What we struggle with may seem much less obvious than what those first Christians had to face, but that may make it more invidious and dangerous. To walk the road of compassion, hospitality and service may be more difficult than we imagine. It may ask more of us than we expected to give. It may lead us into conflict with our culture, our community, our families, friends and neighbors, maybe even with ourselves, as we have to make challenging choices about what road we walk, how we walk it and with whom. McLaren reminds us that “If we confront the love of power (which lies at the heart of all ‘unholy spirits’) with the power of love (which is the power of the Holy Spirit) we will understand why the New Testament emphasized suffering and persecution as it did” (Brian D. McLaren, “Author’s Commentary on We Make the Road by Walking,” p. 76).

Monday night several of us attended a screening of the powerful documentary film, “White Like Me.” I don’t how others felt about it but it surely convicted me of how easily I get caught up in racism and white supremacy. I don’t mean to but these undesirable perspectives are endemic to the culture I inhabit. They are woven into the social systems and cultural fabric of my life. There is struggle in that for me. “Lord, I want to be a Christian” but it surely is hard sometimes.

When Pastor Smith from University AME Zion kept asking the crowd on Monday to consider what we might do in our community to confront racism and white supremacy, one passionate woman stood up and said we have to speak up. As someone who works in social media, she said that whenever and wherever we encounter these demons we need to say something. On Facebook or Twitter or other social media sites we are all likely to encounter a friend or acquaintance making racist, white supremacist comments. The easy way out for most of us is to remain silent or quietly unfriend the offender. But she argued that we need, then and there, to say, “No, this is not acceptable. It’s not OK with me and let me tell you why.” I see this as a potential struggle, but also crucial to my Christian witness. As Martin Luther King, Jr., observed, “In the end, we will remember not the words of our enemies, but the silence of our friends” and ” Our lives begin to end the day we become silent about things that matter.” Our witness matters, even if only a little.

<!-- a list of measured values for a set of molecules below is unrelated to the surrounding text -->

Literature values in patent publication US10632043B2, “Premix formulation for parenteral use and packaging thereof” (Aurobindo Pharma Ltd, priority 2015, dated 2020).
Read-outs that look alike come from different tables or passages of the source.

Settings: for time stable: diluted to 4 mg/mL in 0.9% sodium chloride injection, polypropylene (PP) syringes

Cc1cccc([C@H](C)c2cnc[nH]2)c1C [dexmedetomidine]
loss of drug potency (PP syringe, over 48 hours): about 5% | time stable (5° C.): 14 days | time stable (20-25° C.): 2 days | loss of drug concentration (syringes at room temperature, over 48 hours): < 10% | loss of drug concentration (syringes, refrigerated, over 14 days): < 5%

This is where the Spirit of Power comes into play. You see we don’t have to walk the road alone. We’re not without resource to face the struggle. We have more power than we imagine to make a difference in the world around us. We don’t have to settle, to give in, to go along with the crowd. We don’t have to get caught up in what is satanic or demonic. We don’t have to be less than what God has made and called us to be. We are children of the day.

The Spirit of Power calls us to be sober. And, no, I don’t think that means grim, narrow-minded. hard-hearted and judgmental. I believe it means to be thoughtful, considerate, and wise. It means to be compassionate, hospitable and oriented to service. Frankly, I see the potentiality for a lot of joy and fulfillment in that sort of sobriety. Take your time. Think it through. Pray about it. Ask God to lead you by the Spirit of Power to walk the way that leads to the Beloved Community. Put on that “breastplate of faith and love” and that “helmet [of] the hope of salvation” – healing, wholeness, peace and well-being. Oh, and don’t forget to sing a song of praise and thanksgiving as you wend your way – up on the mountain top and down deep in the valley.

The Spirit of Power is not just out there blowing around randomly as it sometimes seems to do. It also blows in and through us. When Paul urges the Thessalonians to “encourage one another and build up each other,” he is talking about calling on, incorporating and sustaining the Spirit of Power. Together we can do and be so much more than we can be alone. That is why we gather round this table. We need nourishment for the journey. We need a healthy helping of the Spirit of Power. We need to share a common meal in the bright light of the dawning day, God’s new day for all creation. As children of day let us shine out, on, for and with one another to bring about the blessed day of God when the road reaches its destination and the struggle ends, that day when the Beloved Community of God is fulfilled and all is peace and well-being. And until that day, let’s walk together, keep up the struggle and let our little lights shine. Amen.

This Week at First Baptist (7/29/15)

CalendarThis Week at First Baptist